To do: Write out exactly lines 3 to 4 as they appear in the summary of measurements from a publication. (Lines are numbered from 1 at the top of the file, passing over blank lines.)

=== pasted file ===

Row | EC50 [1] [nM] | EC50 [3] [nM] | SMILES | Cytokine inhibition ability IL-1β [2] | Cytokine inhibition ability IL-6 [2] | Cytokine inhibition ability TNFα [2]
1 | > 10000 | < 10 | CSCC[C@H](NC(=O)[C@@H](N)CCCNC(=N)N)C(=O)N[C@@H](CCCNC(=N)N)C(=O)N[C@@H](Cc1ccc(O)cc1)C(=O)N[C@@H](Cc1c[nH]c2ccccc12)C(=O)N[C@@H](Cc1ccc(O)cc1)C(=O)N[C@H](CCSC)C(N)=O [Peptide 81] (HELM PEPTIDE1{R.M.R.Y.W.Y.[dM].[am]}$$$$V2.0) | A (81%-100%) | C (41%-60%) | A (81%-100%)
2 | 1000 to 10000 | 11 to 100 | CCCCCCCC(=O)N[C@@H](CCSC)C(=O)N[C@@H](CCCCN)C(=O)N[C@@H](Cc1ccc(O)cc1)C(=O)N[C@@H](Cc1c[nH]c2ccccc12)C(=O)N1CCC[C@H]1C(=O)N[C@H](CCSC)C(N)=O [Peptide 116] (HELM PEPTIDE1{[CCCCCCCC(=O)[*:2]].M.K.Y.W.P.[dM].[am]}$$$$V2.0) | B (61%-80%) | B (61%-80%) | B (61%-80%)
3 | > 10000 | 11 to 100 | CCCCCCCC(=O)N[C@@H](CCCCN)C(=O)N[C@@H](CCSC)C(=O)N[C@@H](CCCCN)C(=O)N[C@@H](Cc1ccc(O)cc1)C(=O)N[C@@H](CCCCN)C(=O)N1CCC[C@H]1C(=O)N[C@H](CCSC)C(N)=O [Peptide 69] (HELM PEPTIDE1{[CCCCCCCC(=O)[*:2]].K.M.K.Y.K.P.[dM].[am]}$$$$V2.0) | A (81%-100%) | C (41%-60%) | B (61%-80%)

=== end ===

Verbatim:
2 | 1000 to 10000 | 11 to 100 | CCCCCCCC(=O)N[C@@H](CCSC)C(=O)N[C@@H](CCCCN)C(=O)N[C@@H](Cc1ccc(O)cc1)C(=O)N[C@@H](Cc1c[nH]c2ccccc12)C(=O)N1CCC[C@H]1C(=O)N[C@H](CCSC)C(N)=O [Peptide 116] (HELM PEPTIDE1{[CCCCCCCC(=O)[*:2]].M.K.Y.W.P.[dM].[am]}$$$$V2.0) | B (61%-80%) | B (61%-80%) | B (61%-80%)
3 | > 10000 | 11 to 100 | CCCCCCCC(=O)N[C@@H](CCCCN)C(=O)N[C@@H](CCSC)C(=O)N[C@@H](CCCCN)C(=O)N[C@@H](Cc1ccc(O)cc1)C(=O)N[C@@H](CCCCN)C(=O)N1CCC[C@H]1C(=O)N[C@H](CCSC)C(N)=O [Peptide 69] (HELM PEPTIDE1{[CCCCCCCC(=O)[*:2]].K.M.K.Y.K.P.[dM].[am]}$$$$V2.0) | A (81%-100%) | C (41%-60%) | B (61%-80%)